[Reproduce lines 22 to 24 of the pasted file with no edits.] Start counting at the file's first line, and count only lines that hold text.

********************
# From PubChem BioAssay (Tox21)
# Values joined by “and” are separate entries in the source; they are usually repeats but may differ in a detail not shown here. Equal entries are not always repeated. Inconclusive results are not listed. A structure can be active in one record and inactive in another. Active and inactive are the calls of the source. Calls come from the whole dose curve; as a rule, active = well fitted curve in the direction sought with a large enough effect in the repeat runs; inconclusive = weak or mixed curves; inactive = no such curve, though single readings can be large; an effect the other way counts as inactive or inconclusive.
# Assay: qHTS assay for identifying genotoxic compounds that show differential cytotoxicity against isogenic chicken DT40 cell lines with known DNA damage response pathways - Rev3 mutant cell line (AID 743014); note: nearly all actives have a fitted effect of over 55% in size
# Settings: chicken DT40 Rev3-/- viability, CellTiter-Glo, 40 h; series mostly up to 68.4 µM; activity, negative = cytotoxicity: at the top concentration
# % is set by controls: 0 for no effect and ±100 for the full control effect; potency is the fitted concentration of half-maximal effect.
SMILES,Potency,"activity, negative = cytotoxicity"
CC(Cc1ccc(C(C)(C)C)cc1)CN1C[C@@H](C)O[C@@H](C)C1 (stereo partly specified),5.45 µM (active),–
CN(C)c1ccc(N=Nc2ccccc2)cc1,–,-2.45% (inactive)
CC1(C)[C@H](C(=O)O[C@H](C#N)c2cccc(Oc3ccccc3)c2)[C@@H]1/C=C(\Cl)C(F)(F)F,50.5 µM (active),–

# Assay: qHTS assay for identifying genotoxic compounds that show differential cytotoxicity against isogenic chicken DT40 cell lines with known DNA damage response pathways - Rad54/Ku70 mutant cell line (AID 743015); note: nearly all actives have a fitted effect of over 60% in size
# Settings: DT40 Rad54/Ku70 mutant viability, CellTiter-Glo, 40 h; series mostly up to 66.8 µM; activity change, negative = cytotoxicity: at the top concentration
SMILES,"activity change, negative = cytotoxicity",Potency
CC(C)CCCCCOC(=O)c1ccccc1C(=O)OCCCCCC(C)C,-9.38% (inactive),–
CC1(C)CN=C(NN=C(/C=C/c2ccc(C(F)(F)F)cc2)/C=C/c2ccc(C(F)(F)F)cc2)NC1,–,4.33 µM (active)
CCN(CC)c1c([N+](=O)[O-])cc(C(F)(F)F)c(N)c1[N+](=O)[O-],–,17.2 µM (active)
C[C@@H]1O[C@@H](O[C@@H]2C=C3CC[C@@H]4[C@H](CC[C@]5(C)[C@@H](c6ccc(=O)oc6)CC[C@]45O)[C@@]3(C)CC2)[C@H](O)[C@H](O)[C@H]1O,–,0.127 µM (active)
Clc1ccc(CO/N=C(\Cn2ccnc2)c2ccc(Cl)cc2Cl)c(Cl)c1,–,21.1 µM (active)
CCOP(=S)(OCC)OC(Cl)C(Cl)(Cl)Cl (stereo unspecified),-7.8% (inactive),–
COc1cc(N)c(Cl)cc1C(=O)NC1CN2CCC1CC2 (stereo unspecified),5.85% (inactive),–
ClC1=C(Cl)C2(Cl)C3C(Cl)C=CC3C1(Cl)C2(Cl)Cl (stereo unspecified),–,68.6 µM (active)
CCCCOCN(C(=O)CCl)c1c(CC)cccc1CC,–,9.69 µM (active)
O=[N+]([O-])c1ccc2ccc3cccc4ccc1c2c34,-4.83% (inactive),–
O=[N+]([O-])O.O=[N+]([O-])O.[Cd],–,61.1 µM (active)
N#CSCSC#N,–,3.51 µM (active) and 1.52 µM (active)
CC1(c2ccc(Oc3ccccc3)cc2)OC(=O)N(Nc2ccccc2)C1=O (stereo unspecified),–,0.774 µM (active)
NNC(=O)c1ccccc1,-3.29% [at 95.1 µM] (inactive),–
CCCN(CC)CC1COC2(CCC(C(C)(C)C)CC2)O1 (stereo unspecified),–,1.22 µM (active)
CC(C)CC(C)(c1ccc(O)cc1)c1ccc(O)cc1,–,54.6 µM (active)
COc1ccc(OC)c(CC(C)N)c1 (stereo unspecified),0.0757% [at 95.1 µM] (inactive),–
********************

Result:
O=[N+]([O-])c1ccc2ccc3cccc4ccc1c2c34,-4.83% (inactive),–
O=[N+]([O-])O.O=[N+]([O-])O.[Cd],–,61.1 µM (active)
N#CSCSC#N,–,3.51 µM (active) and 1.52 µM (active)